Sunday, July 19, 2009


Although Hollywood has monopolized cinemas, producing variety of big-budget yet aimless and blue movies, you can still have an optimist attitude toward the future of cinema, having shown independent and, of course, low-budget films such as “11:14” on screen.

Awarded as a notable student from the Academy of Motion Picture Arts and Sciences, twenty seven-year-old American writer and director, Greg Marcks, was preparing to make his first long movie and obviously, in no way did he want to have people detecting any sign of weakness in his directorial debut. What he could never imagine was having accomplished Oscar-winner actress “Hilary Swank” signed on to produce and star in the picture who was enough to make other brilliant actors, such as Patrick Swayze, Ben Foster, and Rachael Leigh Cook, signed for their roles.

Enlightening the seemingly random yet vitally connected story of a set of incidents which all converge at 11:14p.m, the movie serves as an excellent and clear illustration of facing the conclusion of our actions which we call fate, the most controversial issue in cinema these years.

Following the chain of events of five different characters in five different storylines, the story conveys the idea of fate when a presumed innocent man at the opening shot proves to be the main culprit at the end of movie and all the characters being exacted retribution by their destiny, which understandably has been shaped by themselves, having committed culpable actions.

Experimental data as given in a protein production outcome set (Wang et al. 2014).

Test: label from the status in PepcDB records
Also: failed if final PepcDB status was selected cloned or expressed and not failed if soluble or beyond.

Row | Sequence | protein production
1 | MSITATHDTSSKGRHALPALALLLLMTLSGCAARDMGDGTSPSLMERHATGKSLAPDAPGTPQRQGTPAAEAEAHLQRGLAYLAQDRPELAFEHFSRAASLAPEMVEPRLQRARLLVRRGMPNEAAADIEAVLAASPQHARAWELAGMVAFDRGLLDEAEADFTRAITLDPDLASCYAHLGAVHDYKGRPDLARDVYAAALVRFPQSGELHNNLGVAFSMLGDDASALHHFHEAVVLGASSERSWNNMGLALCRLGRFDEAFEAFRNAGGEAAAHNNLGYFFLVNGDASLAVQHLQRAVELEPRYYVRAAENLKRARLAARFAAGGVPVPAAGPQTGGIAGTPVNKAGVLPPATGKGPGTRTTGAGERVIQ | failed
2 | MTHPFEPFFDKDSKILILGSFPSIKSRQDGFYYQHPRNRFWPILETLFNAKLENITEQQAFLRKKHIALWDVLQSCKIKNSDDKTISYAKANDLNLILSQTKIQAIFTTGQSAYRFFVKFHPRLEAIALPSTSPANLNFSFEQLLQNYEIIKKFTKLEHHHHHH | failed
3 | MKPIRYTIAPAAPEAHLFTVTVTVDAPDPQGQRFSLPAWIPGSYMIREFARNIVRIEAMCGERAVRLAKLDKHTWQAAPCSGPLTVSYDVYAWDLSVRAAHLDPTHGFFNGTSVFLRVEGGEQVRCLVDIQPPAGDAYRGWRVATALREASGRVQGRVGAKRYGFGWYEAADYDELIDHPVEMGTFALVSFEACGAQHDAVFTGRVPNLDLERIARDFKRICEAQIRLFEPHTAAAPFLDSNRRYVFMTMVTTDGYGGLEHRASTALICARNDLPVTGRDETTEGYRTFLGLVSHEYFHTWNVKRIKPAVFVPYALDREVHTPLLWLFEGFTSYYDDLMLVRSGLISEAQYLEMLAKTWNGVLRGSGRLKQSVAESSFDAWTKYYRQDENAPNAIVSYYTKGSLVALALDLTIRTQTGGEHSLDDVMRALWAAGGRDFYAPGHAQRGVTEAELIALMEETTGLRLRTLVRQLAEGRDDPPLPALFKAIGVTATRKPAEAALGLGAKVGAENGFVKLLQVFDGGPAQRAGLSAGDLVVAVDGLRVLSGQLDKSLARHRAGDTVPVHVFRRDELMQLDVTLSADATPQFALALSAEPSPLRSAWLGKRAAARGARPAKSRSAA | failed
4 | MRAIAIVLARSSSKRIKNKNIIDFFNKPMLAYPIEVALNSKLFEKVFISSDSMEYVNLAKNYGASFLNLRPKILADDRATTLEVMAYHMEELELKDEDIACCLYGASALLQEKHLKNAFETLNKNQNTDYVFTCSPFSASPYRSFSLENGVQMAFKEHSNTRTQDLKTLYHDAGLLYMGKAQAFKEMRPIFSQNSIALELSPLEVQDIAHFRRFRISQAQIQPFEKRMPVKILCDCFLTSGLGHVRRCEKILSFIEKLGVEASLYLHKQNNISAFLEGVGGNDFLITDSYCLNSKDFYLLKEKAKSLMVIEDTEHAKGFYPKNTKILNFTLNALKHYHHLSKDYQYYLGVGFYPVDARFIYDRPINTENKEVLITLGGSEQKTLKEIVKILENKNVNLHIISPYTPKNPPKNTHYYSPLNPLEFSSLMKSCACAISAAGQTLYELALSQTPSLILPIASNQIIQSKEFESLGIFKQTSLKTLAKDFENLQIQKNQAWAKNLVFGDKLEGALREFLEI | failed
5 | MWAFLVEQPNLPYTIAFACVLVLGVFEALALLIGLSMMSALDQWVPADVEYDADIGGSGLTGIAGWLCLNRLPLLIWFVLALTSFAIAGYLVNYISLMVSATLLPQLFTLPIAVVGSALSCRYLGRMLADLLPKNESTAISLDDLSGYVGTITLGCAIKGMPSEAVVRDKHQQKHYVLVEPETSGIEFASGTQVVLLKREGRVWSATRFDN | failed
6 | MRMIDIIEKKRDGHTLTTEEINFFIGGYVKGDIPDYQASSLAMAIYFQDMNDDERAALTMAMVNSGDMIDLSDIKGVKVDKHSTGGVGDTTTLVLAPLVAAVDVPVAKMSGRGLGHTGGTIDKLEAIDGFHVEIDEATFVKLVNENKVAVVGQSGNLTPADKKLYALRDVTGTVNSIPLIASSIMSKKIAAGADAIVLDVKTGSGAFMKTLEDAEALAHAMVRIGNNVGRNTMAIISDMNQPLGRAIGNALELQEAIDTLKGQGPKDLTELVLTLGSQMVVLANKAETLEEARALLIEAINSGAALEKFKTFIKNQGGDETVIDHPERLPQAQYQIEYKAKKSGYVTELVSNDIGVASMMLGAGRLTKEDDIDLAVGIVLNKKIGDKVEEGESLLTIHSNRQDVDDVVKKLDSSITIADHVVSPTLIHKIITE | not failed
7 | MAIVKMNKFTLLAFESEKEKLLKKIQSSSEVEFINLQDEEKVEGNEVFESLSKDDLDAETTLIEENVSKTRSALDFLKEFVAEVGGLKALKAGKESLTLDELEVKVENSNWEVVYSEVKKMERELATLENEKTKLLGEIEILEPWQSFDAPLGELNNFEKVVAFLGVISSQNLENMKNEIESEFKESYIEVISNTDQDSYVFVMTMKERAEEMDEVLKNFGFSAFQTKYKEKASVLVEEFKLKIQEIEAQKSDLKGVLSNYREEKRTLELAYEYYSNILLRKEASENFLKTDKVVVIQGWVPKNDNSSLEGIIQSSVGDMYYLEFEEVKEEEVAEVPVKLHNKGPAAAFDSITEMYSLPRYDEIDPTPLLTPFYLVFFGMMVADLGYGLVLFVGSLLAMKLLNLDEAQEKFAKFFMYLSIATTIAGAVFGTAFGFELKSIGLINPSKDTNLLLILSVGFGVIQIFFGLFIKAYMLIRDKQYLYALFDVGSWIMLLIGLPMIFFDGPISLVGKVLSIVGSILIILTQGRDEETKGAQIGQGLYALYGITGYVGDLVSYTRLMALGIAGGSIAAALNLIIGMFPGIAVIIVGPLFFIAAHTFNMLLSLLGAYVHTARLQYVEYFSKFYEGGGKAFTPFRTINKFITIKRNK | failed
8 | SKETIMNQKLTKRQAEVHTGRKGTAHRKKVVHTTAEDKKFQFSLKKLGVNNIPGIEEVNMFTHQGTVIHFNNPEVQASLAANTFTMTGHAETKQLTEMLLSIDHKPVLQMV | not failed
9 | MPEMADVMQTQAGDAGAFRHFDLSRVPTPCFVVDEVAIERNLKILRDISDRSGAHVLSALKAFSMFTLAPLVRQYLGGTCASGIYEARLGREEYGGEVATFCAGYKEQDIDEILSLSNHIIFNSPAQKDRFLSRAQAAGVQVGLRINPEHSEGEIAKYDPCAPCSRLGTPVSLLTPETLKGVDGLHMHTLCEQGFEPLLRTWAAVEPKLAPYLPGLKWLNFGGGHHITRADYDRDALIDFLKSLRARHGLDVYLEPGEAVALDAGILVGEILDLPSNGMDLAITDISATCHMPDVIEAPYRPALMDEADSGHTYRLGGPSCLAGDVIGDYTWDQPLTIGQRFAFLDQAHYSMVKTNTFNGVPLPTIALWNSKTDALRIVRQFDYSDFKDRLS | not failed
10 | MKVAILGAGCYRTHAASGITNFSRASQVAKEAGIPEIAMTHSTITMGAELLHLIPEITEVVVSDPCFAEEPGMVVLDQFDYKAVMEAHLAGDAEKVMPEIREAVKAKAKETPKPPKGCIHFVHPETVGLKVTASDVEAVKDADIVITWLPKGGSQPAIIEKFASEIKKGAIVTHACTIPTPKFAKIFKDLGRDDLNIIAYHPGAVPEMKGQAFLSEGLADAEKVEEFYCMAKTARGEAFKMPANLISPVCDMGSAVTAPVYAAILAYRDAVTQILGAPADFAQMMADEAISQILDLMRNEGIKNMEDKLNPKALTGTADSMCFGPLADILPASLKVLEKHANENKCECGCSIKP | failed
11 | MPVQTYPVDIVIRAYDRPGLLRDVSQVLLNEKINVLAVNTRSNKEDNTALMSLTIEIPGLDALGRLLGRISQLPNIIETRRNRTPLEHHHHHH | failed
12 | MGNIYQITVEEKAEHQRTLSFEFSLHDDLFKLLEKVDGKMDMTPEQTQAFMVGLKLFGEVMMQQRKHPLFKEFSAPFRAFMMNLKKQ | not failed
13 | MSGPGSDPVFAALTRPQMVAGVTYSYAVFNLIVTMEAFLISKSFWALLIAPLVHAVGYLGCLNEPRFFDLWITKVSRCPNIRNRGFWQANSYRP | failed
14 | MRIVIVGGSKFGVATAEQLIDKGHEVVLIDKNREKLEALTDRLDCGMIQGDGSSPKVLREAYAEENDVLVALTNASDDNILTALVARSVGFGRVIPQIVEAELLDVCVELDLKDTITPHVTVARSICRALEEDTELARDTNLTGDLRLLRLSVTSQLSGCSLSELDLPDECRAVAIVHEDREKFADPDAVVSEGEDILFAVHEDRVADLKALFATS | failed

What first tempts you to try the Canadian movie, 11:14, is the eye-catching title which only consists of four digits unlike all the regular movie titles, chosen by most of film producers. Introducing the casts, Greg Marcks, imparts the whole idea, metaphorically, by simply showing bunch of names being driven, like cars, in streets and getting back to the starting point at the end.

An intriguing sequence of events makes you lose the ability of stirring in your seat from the very first moment of movie and multiple interpretations of the story make it highly dissimilar from the movies that you have normally been given the opportunity of watching and something that you can not afford to miss!

1 comment:

  1. very good indeed. I would like to see more complex sentences in your future posts y.hatami